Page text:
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TPE Audit: What You Need to Know

March 01, 2019
Compliance, Documentation, Billing, & Coding By Kay Hashagen, Senior Consultant

The Centers for Medicare and Medicaid (CMS) has designed the Targeted Probe and Educate (TPE) program to help providers and suppliers reduce claim denials and appeals by providing one-on-one help. These reviews should be taken seriously. If compliance is not obtained by the end of the review process, there could be severe penalties that could include the loss of Medicare billing privileges. 

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During these TPE audits,  Medicare Administrative Contractors (MACs) will be focusing on providers and suppliers that have the highest claim denial rates or have a significant difference in their billing practices compared to their peers. MACs will select between 20 and 40 claims to review, while providing education during the claims review process and after the probe review. After the education is finished, the provider/supplier will have 45 days to correct all of the identified errors. 

According to CMS, providers that have claims compliant with Medicare policy will not be chosen to participate in a TPE audit. Some of these claims errors include the physician not including their signature, documentation not meeting medical necessity, encounter notes not supporting all elements of eligibility and having missing or incomplete initial certifications or re-certifications.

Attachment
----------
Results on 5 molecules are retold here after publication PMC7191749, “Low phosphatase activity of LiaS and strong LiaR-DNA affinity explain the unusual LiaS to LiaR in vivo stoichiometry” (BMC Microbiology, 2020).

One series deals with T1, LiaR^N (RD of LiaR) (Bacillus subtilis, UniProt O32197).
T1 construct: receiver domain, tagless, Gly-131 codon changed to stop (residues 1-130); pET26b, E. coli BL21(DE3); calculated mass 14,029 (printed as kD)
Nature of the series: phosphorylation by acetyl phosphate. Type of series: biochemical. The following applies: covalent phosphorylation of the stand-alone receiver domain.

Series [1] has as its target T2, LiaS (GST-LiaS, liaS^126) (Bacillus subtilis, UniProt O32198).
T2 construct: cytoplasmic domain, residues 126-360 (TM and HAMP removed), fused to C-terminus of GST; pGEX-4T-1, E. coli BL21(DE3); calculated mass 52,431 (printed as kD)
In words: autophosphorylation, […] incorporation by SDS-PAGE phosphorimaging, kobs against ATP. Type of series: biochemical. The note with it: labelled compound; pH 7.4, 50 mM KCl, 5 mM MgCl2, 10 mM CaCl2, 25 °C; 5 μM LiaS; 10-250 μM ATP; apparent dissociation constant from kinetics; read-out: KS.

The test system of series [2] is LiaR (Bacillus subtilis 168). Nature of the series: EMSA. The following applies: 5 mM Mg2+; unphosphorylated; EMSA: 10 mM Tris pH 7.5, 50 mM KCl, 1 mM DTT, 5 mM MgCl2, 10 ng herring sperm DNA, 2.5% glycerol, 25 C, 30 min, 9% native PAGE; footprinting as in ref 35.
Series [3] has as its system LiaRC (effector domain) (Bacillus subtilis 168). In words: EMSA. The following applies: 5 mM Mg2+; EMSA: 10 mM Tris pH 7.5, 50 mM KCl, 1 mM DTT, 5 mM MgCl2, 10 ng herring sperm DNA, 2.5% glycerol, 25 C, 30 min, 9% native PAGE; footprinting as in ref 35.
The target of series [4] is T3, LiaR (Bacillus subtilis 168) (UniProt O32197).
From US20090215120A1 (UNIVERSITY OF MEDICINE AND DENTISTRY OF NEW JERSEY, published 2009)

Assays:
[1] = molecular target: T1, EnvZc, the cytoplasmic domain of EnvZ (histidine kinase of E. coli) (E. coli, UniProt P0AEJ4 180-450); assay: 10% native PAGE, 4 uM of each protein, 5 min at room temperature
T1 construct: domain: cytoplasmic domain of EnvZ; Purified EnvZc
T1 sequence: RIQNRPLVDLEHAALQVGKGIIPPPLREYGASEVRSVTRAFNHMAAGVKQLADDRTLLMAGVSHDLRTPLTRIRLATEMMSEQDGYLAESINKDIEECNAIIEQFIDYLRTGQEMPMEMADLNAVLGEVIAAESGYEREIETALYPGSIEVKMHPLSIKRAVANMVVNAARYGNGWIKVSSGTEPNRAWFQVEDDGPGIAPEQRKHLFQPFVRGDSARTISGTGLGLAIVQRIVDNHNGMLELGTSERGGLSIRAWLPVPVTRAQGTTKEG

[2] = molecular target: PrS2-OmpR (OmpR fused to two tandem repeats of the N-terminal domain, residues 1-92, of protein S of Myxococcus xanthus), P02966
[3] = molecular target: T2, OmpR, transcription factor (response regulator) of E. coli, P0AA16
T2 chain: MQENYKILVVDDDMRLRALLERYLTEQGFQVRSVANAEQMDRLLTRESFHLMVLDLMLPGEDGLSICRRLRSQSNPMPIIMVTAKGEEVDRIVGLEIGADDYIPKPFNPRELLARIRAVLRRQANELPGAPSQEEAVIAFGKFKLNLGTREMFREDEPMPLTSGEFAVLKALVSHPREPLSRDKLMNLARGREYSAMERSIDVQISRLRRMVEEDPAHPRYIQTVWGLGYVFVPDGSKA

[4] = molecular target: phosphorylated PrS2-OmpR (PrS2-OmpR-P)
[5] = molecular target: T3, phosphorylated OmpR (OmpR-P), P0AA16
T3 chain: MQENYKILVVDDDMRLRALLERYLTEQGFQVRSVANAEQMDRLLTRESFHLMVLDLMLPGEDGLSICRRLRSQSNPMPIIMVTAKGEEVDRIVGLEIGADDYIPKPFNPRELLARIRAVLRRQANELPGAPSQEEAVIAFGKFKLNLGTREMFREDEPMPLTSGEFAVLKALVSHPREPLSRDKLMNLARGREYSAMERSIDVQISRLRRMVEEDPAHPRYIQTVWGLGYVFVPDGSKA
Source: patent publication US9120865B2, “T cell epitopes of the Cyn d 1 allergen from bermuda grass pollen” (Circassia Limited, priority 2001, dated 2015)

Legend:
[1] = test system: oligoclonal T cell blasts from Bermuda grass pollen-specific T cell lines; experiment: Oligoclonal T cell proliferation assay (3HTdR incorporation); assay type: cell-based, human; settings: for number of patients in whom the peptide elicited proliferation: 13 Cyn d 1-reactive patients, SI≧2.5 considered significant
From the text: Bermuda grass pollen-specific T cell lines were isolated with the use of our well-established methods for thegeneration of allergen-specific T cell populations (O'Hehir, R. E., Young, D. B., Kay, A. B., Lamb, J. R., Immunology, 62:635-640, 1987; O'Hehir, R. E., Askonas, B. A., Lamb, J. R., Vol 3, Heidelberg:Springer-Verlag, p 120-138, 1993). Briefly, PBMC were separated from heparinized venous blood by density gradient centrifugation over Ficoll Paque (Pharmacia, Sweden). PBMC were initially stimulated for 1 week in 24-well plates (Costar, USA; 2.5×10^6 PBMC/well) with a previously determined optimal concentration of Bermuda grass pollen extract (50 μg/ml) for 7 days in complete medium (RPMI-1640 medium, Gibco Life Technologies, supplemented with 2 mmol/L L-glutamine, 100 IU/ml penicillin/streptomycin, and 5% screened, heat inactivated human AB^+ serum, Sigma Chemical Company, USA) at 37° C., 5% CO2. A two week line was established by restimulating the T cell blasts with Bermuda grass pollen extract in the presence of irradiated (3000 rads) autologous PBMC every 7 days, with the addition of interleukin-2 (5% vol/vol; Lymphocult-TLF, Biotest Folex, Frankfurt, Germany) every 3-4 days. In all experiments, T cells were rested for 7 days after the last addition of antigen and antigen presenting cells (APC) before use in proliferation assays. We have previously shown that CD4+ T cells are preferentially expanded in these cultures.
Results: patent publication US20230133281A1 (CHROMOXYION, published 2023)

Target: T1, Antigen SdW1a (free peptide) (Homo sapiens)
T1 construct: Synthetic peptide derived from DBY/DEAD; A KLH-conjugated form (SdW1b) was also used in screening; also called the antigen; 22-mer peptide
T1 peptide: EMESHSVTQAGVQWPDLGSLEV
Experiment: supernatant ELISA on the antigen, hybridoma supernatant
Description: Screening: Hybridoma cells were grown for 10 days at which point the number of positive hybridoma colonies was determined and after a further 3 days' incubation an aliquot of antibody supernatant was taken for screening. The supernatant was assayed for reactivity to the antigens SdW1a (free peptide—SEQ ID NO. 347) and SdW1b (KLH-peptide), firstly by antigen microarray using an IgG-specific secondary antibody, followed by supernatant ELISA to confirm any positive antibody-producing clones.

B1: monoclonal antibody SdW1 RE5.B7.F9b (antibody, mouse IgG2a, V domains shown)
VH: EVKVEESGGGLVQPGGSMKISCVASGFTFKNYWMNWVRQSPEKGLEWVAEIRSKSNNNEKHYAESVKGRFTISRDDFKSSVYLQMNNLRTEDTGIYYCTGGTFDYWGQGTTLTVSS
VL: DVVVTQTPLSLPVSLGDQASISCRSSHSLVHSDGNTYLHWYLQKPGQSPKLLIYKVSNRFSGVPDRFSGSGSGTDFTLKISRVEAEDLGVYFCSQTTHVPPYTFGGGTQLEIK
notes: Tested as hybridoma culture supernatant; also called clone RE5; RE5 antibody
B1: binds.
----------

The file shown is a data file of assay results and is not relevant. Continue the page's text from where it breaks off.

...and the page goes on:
After the initial claims review, if the claims selected are in compliance, the provider/supplier will not be reviewed again for at least one year on the topic that was selected. If after the review of the corrections, the provider/supplier has not improved accuracy, then that provider/supplier with forego another session of education with the MACs. A provider/supplier going through the TPE audit process can complete three rounds of education before they will be given further actions by CMS. 

This process is based solely on the MACs discretion.“MACs determine which providers/suppliers to target, whether claims meet coverage requirements, what error rate is considered compliant, and when a provider/supplier should be removed from TPE”. Future audits can be determined before the provider/supplier has had the opportunity to challenge claim denials. In other words, if a provider/supplier was selected to proceed with future TPE audits, then they would still have to complete these audits even if the claim denial was overturned, after being challenged. 

To answer any questions about TPE audits, CMS has developed a Q&A sheet. For tips on surviving a TPE audit, read our blog article “6 Steps to Surviving a TPE Audit.”


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